Ballymun Youthreach model is presented in Tunisia

January 25, 2018

Lionel Duffy, the co-ordinator of Ballymun Youthreach, hosted five workshops at the UNICEF Second Chance Education Seminar in Tunis in December discussing the practicalities of implementing second chance education structures in North Africa. Many of the issues in North Africa mirror the Irish situation when Youthreach was first set up in 1989.

Ballymun Youthreach took part in the UNICEF Second Chance Education Seminar in Tunis on the 28th, 29th December 2017. The centre was invited as one of ten international education centres to present their models as a directive for new implementations in second chance education in Tunisia, Morocco and Algeria under the guidance of UNICEF. The full list of models chosen were Ballymun Youthreach (Ireland), Centre de la Deuxieme Chance (Morocco), Dobbanto (Hungary), Ecole de la Deuxieme Chance Estuaire de la Loire (France), Ecole Vanguard (Canada), Ensiegnement de Promotion Sociale (Belguim), Luminus Education (Jordan), Microlycee de Senart (France), Penascal Kooperatiba (Spain)  and Mission Locale de Marseille (France).

Lionel hosts five workshops.

The seminar took place over two days and heard from the international experiences of each model as well as hosting individual workshops with each representative. Lionel Duffy, the co-ordinator of Ballymun Youthreach hosted five workshops discussing the practicalities of implementing second chance education structures in North Africa. This proved an extremely interesting experience with many of the issues in North Africa mirroring the Irish situation when Youthreach was first set up in 1989. The three countries attending from North Africa had large numbers of students quitting secondary schools and technical colleges because of a range of issues stemming from increasing levels of anxiety to perceived lack of structure in the mainstream system. Many of the issues prompting early school leaving were leading to disengagement from large sections of young people in both rural and urban communities in North Africa hence the desire to listen to the experiences of second chance systems from around the world.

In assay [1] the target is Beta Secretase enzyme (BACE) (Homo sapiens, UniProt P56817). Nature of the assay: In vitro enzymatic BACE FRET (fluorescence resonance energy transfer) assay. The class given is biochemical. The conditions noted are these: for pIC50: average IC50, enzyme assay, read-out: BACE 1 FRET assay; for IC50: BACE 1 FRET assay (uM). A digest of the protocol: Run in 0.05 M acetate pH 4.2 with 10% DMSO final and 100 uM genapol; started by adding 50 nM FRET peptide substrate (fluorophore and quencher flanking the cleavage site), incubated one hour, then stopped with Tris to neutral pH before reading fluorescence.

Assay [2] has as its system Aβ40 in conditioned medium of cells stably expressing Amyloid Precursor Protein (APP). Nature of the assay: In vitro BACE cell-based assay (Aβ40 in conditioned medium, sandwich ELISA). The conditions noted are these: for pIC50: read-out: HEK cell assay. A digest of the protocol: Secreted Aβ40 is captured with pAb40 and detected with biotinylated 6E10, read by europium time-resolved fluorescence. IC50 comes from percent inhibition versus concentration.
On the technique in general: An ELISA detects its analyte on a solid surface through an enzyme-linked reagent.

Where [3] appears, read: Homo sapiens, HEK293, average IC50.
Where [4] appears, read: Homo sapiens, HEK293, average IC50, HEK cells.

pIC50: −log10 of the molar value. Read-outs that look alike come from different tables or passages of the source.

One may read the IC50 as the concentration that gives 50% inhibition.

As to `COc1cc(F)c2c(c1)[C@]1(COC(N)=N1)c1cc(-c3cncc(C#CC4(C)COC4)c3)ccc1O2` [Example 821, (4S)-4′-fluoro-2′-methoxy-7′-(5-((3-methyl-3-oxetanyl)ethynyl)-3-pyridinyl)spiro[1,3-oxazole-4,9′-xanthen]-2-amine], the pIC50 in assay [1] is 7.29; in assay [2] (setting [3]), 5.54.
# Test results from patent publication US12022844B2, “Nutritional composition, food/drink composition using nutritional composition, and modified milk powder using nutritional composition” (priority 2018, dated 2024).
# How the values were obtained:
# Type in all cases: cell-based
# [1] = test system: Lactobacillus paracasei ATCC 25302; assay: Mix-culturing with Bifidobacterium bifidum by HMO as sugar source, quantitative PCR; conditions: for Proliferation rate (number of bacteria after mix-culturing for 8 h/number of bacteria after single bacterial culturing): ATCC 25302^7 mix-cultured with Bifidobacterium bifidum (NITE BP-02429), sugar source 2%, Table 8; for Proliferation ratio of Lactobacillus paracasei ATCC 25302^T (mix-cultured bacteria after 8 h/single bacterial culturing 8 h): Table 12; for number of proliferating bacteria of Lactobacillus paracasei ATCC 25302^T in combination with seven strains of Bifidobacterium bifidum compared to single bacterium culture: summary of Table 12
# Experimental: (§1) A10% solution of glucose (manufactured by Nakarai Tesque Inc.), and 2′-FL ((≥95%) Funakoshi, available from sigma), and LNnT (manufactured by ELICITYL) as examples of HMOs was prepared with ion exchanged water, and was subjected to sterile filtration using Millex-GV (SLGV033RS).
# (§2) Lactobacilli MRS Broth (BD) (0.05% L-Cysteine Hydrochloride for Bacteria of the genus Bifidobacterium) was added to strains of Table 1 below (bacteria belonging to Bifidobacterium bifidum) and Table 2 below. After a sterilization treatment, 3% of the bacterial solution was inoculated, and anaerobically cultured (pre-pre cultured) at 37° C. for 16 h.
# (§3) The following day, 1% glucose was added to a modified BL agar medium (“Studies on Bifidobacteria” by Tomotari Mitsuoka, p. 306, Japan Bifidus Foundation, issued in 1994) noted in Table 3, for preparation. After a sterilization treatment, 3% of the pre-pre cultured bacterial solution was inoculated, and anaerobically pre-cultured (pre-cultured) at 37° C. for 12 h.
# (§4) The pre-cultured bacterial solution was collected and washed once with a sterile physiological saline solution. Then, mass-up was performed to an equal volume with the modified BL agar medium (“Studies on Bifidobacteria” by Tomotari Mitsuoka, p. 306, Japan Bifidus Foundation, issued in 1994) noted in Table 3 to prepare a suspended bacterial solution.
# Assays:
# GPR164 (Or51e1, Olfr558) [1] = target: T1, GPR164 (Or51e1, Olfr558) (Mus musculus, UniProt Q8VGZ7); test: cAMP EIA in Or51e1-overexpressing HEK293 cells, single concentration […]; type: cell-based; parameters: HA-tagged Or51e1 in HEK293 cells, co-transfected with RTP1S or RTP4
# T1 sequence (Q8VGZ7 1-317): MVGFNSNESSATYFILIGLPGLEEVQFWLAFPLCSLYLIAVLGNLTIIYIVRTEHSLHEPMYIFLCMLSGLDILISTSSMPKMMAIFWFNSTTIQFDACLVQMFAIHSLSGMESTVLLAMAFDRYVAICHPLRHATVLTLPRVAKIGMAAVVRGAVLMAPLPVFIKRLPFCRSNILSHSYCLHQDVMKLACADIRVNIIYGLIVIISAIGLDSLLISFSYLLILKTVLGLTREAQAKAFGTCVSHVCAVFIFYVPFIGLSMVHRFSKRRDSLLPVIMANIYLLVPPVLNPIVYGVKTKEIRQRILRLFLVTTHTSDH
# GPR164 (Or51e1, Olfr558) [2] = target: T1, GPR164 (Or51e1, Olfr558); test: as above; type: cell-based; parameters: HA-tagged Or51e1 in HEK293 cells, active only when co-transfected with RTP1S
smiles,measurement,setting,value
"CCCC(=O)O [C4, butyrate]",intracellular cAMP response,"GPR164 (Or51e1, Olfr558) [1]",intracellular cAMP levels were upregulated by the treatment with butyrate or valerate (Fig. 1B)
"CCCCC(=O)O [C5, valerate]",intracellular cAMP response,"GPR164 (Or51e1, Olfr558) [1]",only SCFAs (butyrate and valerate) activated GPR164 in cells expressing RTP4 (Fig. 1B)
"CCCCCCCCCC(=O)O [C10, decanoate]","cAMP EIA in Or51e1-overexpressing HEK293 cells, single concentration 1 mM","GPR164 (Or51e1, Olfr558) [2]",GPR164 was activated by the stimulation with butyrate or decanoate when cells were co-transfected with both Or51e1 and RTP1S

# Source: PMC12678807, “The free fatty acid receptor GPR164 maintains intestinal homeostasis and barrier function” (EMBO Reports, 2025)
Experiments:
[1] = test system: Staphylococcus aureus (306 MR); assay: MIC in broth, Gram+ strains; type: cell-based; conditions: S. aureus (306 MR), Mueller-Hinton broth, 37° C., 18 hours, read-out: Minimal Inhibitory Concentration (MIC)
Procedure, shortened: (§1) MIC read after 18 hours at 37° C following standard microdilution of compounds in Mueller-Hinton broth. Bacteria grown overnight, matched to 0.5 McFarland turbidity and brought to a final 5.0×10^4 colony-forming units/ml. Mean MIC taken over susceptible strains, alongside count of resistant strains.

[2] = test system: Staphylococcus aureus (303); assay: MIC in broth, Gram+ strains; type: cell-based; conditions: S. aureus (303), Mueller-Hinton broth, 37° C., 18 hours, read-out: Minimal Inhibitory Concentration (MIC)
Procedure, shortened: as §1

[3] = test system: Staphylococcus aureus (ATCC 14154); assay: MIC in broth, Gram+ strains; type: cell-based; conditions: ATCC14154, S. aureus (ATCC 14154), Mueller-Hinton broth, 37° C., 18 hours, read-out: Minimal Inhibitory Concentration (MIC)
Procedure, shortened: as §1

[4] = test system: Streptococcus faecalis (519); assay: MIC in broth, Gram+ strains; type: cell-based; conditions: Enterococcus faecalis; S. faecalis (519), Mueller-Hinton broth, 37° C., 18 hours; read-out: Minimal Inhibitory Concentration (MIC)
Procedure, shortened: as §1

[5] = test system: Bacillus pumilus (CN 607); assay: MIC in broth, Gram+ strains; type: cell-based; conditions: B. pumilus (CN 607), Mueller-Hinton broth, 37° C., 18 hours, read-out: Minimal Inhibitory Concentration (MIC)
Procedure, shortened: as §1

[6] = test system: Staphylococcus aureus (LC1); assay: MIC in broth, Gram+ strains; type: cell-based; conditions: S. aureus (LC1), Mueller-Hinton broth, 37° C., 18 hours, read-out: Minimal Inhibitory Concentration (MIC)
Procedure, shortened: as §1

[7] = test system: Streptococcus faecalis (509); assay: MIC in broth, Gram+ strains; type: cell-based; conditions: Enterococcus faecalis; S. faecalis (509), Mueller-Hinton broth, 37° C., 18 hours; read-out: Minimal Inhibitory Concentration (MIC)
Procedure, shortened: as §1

Youtheach model much admired

There was an extremely high level of interest in the Youthreach model and much admiration for its nationwide approach and the support network this nationwide set-up allowed. Other aspects of Youthreach that attracted much interest was its success in focusing on education attainment within its centres rather than pushing students back into a mainstream education system that hasn’t previously worked for them. The high levels of progression from Youthreach to PLCs and employment as well as the variance of subjects offered were also features that compared very favourably in regards to the other international models presenting. Other areas discussed in regards to Youthreach included the transition to Trauma – sensitive centres with onsite psychological support, a unique emphasis on both practical and academic disciplines and the very personal experience for students allowed by the reduced class sizes in comparison to mainstream schools. Lastly the implementation of soft skills learning, in many cases hugely lacking among students entering Youthreach, was another aspect that garnered a great deal of interest.

Lionel Duffy is pictured among delegates back row far right.

The seminar was also attended by three government ministers from Tunisia and a host of education experts from Tunisia, Morocco and Algeria. UNICEF intends to focus intently on education in North Africa in 2018.

Visit Ballymun Youthreach for more information.

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